1726 – Masquerade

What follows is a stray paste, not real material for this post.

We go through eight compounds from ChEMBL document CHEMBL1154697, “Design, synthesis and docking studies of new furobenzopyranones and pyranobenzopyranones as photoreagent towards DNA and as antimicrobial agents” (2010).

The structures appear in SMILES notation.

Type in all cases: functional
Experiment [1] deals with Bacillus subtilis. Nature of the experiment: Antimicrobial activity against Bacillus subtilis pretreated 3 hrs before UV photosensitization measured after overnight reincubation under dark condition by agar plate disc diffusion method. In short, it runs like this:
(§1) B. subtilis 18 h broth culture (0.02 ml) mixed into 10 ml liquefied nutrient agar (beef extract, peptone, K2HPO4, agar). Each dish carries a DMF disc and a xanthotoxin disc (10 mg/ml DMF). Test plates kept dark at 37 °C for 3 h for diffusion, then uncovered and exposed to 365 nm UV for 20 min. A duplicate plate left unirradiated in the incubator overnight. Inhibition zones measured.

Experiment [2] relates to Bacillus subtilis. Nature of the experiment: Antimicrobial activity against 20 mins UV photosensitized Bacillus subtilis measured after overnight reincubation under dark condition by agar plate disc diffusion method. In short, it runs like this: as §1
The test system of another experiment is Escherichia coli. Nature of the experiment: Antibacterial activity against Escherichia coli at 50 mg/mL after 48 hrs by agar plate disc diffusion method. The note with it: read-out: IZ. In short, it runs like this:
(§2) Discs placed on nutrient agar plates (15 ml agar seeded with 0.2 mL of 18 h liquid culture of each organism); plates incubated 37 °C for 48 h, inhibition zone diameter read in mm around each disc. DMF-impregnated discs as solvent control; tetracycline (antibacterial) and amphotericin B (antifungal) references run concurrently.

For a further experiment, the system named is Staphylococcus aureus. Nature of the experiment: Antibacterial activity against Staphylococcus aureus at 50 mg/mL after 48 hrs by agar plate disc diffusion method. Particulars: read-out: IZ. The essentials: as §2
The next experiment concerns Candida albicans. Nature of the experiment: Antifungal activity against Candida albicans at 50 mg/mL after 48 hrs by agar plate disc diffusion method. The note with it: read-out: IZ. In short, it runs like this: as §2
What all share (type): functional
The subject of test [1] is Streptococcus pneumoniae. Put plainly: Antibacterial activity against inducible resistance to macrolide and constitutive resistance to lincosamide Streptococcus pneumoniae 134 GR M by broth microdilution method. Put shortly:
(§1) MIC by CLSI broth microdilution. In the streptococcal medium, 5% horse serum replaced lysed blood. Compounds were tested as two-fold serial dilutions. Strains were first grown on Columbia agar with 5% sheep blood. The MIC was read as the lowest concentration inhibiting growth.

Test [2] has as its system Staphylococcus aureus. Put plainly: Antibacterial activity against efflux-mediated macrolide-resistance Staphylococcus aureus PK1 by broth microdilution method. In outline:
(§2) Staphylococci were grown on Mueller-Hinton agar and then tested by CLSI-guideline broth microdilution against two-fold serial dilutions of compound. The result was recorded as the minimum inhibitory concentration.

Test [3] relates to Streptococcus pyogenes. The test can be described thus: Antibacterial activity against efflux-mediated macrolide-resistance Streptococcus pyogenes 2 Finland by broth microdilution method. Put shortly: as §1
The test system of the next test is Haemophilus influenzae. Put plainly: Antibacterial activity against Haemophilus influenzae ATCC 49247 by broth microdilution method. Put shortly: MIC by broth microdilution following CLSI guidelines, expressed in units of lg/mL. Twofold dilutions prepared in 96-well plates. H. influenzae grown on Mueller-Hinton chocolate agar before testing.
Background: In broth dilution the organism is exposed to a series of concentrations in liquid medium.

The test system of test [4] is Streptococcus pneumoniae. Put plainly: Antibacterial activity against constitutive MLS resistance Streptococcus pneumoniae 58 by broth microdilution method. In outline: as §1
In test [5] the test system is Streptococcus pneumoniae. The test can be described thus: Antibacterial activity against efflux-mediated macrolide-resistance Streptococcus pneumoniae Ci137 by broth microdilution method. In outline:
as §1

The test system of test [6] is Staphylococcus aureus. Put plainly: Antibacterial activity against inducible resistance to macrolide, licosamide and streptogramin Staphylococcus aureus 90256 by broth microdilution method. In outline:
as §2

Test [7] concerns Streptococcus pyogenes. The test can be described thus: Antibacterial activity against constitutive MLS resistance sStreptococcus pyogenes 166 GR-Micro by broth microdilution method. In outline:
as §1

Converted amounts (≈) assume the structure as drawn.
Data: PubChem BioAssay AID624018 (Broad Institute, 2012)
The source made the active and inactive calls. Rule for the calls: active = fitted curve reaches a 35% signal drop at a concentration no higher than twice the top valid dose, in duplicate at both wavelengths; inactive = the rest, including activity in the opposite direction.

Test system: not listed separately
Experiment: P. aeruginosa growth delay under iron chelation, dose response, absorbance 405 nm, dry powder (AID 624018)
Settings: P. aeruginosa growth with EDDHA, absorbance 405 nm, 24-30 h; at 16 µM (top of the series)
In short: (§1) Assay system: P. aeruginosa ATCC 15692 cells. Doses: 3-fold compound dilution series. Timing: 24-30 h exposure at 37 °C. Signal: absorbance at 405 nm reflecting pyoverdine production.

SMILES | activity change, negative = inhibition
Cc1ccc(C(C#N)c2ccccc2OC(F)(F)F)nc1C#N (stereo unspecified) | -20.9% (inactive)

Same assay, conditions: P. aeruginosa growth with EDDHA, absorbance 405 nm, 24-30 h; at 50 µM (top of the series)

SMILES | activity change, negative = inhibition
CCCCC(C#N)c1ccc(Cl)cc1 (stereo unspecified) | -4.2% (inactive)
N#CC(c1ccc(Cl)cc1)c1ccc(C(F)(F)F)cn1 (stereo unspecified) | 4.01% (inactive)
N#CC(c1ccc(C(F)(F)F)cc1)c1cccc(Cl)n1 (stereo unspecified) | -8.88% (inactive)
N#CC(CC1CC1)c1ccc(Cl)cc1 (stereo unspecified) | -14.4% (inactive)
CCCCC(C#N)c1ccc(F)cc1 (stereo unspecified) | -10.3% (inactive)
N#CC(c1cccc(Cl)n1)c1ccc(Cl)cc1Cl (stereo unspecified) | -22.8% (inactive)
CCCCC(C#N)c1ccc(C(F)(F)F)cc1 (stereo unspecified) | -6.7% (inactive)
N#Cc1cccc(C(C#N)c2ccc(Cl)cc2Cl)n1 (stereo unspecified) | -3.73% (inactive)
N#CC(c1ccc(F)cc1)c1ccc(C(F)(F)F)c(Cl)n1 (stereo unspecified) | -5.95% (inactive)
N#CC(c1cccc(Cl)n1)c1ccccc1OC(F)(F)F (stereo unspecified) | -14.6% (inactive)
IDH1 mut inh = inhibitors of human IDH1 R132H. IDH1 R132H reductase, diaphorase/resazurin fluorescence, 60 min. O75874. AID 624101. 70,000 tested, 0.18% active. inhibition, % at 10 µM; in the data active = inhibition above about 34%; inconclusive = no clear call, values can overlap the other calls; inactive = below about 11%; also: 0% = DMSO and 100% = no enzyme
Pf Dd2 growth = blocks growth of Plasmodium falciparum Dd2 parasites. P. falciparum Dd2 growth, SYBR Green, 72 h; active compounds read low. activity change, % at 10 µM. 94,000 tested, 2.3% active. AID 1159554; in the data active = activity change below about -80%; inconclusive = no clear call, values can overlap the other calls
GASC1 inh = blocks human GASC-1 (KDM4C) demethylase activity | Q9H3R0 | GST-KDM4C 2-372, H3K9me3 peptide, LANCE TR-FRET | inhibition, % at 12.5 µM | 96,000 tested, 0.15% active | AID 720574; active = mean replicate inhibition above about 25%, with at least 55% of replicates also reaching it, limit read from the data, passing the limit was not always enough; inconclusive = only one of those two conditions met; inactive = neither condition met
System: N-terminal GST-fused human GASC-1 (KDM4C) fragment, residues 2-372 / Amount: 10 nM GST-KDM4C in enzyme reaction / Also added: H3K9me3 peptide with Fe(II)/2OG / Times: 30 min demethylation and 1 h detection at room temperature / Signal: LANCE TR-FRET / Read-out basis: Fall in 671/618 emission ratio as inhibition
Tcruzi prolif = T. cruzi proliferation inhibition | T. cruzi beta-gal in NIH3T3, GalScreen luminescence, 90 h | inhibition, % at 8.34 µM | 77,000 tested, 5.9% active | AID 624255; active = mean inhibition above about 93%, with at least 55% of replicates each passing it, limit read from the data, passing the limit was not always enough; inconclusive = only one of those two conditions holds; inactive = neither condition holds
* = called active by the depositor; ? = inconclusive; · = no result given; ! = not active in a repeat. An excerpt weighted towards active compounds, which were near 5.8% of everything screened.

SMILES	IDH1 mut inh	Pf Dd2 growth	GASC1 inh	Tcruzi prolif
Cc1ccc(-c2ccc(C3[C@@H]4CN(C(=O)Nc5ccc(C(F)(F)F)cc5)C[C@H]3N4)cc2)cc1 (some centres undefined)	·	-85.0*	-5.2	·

Masquerade balls were a feature of the Carnival season in the 15th century, and gradually evolved into pageants and triumphal processions celebrating marriages and other dynastic events of late medieval court life. The “Masquerade” has figured repeatedly in literature, including Shakespeare’s “Romeo and Juliet”, Edgar Allan Poe‘s short story “The Masque of the Red Death”, Herman Hesse’s “Steppenwolf”, and perhaps most famously, “The Phantom of the Opera.”  This design has all the elements required for an exciting, dramatic, and convivial birthday celebration. The backdrop is a bright green icing on two round tiers. Elegant gold artwork embellishes each tier, and thick gold “ropes” ring the base of each layer. A hand-sculpted golden mask that suggests royalty and mystery, at the same time, rests on the lower tier. Large plumes of deepest black burst forth from the top of the cake, adding an air of theatricality to the piece. “Masquerade” is homage to the spectacular balls and parties of old, where glamour was in fashion, and everyone looked forward to the midnight unmasking!

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